- Why does Metro need an OIG?
- Is the OIG, in fact, independent?
- What is the OIG authorized to do?
- Do other agencies have OIG’s?
- Is the OIG a law-enforcement agency?
- How is the OIG organized and staffed?
- If I submit a complaint to the OIG, will I hear back from the OIG?
- How are employees protected from retaliatory actions by management as a result of reporting complaints to the OIG?
- Does the OIG investigate every type of complaint or allegation that is brought to its attention?
- Can I get copies of OIG Audit Reports?
- What type of audits do the OIG auditors conduct?
- How does the OIG handle indications of problem-areas?
- What can I report to the OIG?
A. All operations, functions, programs, activities, and contracts of Metro are supported by public funds. This means that tax-payers have a stake in ensuring the integrity of all these programs and activities. The OIG is, in a sense, a stand-in for the public, providing independent oversight to ensure that the public dollar is managed efficiently and with integrity.
Yes. The independence of the OIG is a guiding principle of all its operations, and is an integral part of the oversight system, functions, and responsibilities. The OIG has broad authorities to conduct audits and investigations involving Metro and those who conduct business with Metro. The OIG carries out its mission professionally and objectively. It is engaged in fact-finding and it reports the facts as they are.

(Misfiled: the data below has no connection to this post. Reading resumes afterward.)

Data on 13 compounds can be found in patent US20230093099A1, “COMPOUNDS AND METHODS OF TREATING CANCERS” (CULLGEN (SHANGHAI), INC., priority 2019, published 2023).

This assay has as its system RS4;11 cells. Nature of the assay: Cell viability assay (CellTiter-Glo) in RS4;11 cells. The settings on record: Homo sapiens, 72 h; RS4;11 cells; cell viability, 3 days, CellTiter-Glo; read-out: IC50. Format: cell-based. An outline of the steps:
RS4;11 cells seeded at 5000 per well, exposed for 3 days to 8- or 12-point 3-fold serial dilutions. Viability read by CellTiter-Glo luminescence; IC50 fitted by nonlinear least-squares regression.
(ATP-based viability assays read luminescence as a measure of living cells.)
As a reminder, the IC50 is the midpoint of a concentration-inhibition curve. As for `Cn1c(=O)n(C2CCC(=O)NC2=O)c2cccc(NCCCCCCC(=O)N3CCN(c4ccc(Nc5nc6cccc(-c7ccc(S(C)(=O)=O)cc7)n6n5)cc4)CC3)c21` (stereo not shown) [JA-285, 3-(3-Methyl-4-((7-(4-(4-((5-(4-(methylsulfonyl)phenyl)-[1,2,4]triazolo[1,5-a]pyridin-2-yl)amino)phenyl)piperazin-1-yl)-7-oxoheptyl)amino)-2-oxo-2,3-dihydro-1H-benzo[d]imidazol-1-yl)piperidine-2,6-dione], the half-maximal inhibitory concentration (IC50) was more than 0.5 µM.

A. Significant areas of authority include the ability to:
- Have full, free, and unrestricted access to all Metro records, reports, audits, reviews, plans, documents, files, contracts, memoranda, correspondence, or other data, information, or materials of Metro.
- Have direct and prompt access to any Metro Board Member, officer, employee, or contractor as may be necessary to carry out the responsibilities of the OIG.
- Make available to law enforcement agencies information and evidence which relate to criminal acts that may be obtained in the course of OIG duties.
Yes. The concept of an independent oversight agency originated with the Federal government. Congress enacted the Inspector General Act of 1978 (“IG Act”) to combat fraud, waste, and abuse in the programs and operations of Federal departments and agencies. Congress passed the IG Act after hearing evidence that fraud, waste, and abuse had reached epidemic proportions within the Federal government. There currently are about 60 or more such Offices of Inspector General. In addition to the Federal government, numerous state and local governmental entities and agencies across the nation have established such offices. The guiding principles are similar. However, certain processes and policies are determined by particular laws and rules which govern the entities. Those may differ from jurisdiction to jurisdiction.